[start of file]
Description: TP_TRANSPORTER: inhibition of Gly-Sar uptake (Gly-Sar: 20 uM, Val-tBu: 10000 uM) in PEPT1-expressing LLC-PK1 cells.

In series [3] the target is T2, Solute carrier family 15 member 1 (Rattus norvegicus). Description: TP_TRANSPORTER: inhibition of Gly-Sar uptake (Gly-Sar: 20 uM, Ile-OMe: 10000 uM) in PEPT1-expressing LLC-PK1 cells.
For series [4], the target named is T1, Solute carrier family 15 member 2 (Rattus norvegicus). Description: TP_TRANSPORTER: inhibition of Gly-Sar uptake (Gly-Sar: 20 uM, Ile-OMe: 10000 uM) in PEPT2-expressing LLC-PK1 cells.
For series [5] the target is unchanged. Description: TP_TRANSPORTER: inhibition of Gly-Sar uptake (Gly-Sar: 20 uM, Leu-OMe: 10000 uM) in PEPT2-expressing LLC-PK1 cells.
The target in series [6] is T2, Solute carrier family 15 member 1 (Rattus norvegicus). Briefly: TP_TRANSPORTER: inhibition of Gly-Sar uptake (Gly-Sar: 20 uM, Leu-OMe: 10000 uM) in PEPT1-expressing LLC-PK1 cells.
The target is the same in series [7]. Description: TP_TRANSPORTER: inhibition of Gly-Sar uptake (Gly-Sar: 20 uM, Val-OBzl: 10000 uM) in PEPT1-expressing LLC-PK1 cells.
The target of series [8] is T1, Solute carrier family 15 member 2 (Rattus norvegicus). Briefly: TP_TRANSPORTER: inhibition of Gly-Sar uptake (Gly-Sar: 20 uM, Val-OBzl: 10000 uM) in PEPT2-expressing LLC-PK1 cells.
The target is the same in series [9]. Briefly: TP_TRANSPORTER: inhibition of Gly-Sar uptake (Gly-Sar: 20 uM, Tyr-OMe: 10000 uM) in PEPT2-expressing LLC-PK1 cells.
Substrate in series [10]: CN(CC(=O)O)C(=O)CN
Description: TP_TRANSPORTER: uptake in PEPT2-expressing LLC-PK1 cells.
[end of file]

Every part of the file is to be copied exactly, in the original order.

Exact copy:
Description: TP_TRANSPORTER: inhibition of Gly-Sar uptake (Gly-Sar: 20 uM, Val-tBu: 10000 uM) in PEPT1-expressing LLC-PK1 cells.

In series [3] the target is T2, Solute carrier family 15 member 1 (Rattus norvegicus). Description: TP_TRANSPORTER: inhibition of Gly-Sar uptake (Gly-Sar: 20 uM, Ile-OMe: 10000 uM) in PEPT1-expressing LLC-PK1 cells.
For series [4], the target named is T1, Solute carrier family 15 member 2 (Rattus norvegicus). Description: TP_TRANSPORTER: inhibition of Gly-Sar uptake (Gly-Sar: 20 uM, Ile-OMe: 10000 uM) in PEPT2-expressing LLC-PK1 cells.
For series [5] the target is unchanged. Description: TP_TRANSPORTER: inhibition of Gly-Sar uptake (Gly-Sar: 20 uM, Leu-OMe: 10000 uM) in PEPT2-expressing LLC-PK1 cells.
The target in series [6] is T2, Solute carrier family 15 member 1 (Rattus norvegicus). Briefly: TP_TRANSPORTER: inhibition of Gly-Sar uptake (Gly-Sar: 20 uM, Leu-OMe: 10000 uM) in PEPT1-expressing LLC-PK1 cells.
The target is the same in series [7]. Description: TP_TRANSPORTER: inhibition of Gly-Sar uptake (Gly-Sar: 20 uM, Val-OBzl: 10000 uM) in PEPT1-expressing LLC-PK1 cells.
The target of series [8] is T1, Solute carrier family 15 member 2 (Rattus norvegicus). Briefly: TP_TRANSPORTER: inhibition of Gly-Sar uptake (Gly-Sar: 20 uM, Val-OBzl: 10000 uM) in PEPT2-expressing LLC-PK1 cells.
The target is the same in series [9]. Briefly: TP_TRANSPORTER: inhibition of Gly-Sar uptake (Gly-Sar: 20 uM, Tyr-OMe: 10000 uM) in PEPT2-expressing LLC-PK1 cells.
Substrate in series [10]: CN(CC(=O)O)C(=O)CN
Description: TP_TRANSPORTER: uptake in PEPT2-expressing LLC-PK1 cells.